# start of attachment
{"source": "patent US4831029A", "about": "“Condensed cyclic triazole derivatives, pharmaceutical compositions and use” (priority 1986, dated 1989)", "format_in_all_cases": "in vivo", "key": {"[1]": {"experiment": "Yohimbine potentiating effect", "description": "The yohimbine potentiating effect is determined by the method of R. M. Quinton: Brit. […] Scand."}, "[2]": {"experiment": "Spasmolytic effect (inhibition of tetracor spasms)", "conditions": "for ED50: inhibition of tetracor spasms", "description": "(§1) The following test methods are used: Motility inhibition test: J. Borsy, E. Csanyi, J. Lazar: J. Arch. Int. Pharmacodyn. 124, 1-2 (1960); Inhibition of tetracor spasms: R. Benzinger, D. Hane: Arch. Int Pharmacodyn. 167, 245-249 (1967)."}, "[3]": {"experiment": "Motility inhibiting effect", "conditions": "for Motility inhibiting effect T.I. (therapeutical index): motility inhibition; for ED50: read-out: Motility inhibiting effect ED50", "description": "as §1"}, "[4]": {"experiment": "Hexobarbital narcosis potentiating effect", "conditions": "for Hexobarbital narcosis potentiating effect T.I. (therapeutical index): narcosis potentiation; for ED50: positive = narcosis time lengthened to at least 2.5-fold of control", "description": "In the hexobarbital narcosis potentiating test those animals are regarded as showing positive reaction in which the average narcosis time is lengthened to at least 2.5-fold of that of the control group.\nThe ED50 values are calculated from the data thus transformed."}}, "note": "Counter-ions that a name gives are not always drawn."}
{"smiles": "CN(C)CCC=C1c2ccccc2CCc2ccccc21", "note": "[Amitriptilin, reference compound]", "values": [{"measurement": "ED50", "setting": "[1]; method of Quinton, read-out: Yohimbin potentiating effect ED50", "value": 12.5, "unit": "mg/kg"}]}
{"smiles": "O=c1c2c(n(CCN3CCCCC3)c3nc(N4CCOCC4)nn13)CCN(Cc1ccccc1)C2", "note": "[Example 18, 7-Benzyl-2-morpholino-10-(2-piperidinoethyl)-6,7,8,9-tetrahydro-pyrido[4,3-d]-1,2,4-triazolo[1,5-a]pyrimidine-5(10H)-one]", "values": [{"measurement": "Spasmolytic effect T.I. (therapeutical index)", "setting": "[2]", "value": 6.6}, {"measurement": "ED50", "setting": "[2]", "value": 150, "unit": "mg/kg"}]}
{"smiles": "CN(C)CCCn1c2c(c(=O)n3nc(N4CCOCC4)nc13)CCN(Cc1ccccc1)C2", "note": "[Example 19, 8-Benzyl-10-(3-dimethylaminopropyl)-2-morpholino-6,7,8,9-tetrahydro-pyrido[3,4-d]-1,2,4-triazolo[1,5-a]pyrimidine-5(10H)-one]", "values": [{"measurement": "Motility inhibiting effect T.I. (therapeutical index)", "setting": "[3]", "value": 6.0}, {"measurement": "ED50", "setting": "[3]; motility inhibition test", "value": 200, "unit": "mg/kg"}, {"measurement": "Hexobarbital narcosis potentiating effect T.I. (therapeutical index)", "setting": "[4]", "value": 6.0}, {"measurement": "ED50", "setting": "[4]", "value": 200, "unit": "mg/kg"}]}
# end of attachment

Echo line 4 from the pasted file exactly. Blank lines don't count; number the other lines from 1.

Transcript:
{"smiles": "CN(C)CCCn1c2c(c(=O)n3nc(N4CCOCC4)nc13)CCN(Cc1ccccc1)C2", "note": "[Example 19, 8-Benzyl-10-(3-dimethylaminopropyl)-2-morpholino-6,7,8,9-tetrahydro-pyrido[3,4-d]-1,2,4-triazolo[1,5-a]pyrimidine-5(10H)-one]", "values": [{"measurement": "Motility inhibiting effect T.I. (therapeutical index)", "setting": "[3]", "value": 6.0}, {"measurement": "ED50", "setting": "[3]; motility inhibition test", "value": 200, "unit": "mg/kg"}, {"measurement": "Hexobarbital narcosis potentiating effect T.I. (therapeutical index)", "setting": "[4]", "value": 6.0}, {"measurement": "ED50", "setting": "[4]", "value": 200, "unit": "mg/kg"}]}